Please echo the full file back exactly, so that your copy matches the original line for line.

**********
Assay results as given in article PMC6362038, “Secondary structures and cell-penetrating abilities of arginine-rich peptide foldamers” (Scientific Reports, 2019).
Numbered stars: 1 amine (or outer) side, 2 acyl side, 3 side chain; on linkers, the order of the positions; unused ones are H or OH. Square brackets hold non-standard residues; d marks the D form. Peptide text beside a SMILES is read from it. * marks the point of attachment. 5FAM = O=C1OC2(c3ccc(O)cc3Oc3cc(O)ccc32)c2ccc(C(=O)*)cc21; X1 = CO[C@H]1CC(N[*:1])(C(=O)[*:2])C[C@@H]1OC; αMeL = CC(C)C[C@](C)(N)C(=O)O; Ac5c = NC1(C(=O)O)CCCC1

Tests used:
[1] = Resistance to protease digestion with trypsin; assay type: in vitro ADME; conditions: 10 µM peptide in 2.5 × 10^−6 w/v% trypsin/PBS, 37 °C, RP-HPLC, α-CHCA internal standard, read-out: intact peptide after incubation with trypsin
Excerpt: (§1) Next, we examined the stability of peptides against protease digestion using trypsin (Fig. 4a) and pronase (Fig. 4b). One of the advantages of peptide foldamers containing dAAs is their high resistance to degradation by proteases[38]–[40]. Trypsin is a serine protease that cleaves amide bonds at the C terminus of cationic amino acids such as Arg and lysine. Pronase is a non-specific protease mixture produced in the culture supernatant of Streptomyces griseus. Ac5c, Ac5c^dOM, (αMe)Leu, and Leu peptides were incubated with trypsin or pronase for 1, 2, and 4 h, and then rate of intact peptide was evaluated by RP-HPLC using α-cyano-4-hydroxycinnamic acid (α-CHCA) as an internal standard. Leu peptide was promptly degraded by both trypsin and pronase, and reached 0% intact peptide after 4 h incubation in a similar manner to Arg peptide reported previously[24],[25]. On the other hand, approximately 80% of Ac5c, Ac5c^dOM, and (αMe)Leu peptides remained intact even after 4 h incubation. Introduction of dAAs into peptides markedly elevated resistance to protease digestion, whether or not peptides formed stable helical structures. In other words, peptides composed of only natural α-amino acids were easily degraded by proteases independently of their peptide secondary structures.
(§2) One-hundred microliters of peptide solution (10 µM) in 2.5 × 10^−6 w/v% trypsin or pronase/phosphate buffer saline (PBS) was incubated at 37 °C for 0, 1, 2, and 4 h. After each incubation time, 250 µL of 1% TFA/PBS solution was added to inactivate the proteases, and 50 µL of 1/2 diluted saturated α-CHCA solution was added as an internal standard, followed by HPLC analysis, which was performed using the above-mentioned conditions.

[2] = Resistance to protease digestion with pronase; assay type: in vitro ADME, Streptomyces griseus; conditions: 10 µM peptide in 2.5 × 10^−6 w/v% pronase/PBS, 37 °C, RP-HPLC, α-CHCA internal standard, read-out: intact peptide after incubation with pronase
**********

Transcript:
Assay results as given in article PMC6362038, “Secondary structures and cell-penetrating abilities of arginine-rich peptide foldamers” (Scientific Reports, 2019).
Numbered stars: 1 amine (or outer) side, 2 acyl side, 3 side chain; on linkers, the order of the positions; unused ones are H or OH. Square brackets hold non-standard residues; d marks the D form. Peptide text beside a SMILES is read from it. * marks the point of attachment. 5FAM = O=C1OC2(c3ccc(O)cc3Oc3cc(O)ccc32)c2ccc(C(=O)*)cc21; X1 = CO[C@H]1CC(N[*:1])(C(=O)[*:2])C[C@@H]1OC; αMeL = CC(C)C[C@](C)(N)C(=O)O; Ac5c = NC1(C(=O)O)CCCC1

Tests used:
[1] = Resistance to protease digestion with trypsin; assay type: in vitro ADME; conditions: 10 µM peptide in 2.5 × 10^−6 w/v% trypsin/PBS, 37 °C, RP-HPLC, α-CHCA internal standard, read-out: intact peptide after incubation with trypsin
Excerpt: (§1) Next, we examined the stability of peptides against protease digestion using trypsin (Fig. 4a) and pronase (Fig. 4b). One of the advantages of peptide foldamers containing dAAs is their high resistance to degradation by proteases[38]–[40]. Trypsin is a serine protease that cleaves amide bonds at the C terminus of cationic amino acids such as Arg and lysine. Pronase is a non-specific protease mixture produced in the culture supernatant of Streptomyces griseus. Ac5c, Ac5c^dOM, (αMe)Leu, and Leu peptides were incubated with trypsin or pronase for 1, 2, and 4 h, and then rate of intact peptide was evaluated by RP-HPLC using α-cyano-4-hydroxycinnamic acid (α-CHCA) as an internal standard. Leu peptide was promptly degraded by both trypsin and pronase, and reached 0% intact peptide after 4 h incubation in a similar manner to Arg peptide reported previously[24],[25]. On the other hand, approximately 80% of Ac5c, Ac5c^dOM, and (αMe)Leu peptides remained intact even after 4 h incubation. Introduction of dAAs into peptides markedly elevated resistance to protease digestion, whether or not peptides formed stable helical structures. In other words, peptides composed of only natural α-amino acids were easily degraded by proteases independently of their peptide secondary structures.
(§2) One-hundred microliters of peptide solution (10 µM) in 2.5 × 10^−6 w/v% trypsin or pronase/phosphate buffer saline (PBS) was incubated at 37 °C for 0, 1, 2, and 4 h. After each incubation time, 250 µL of 1% TFA/PBS solution was added to inactivate the proteases, and 50 µL of 1/2 diluted saturated α-CHCA solution was added as an internal standard, followed by HPLC analysis, which was performed using the above-mentioned conditions.

[2] = Resistance to protease digestion with pronase; assay type: in vitro ADME, Streptomyces griseus; conditions: 10 µM peptide in 2.5 × 10^−6 w/v% pronase/PBS, 37 °C, RP-HPLC, α-CHCA internal standard, read-out: intact peptide after incubation with pronase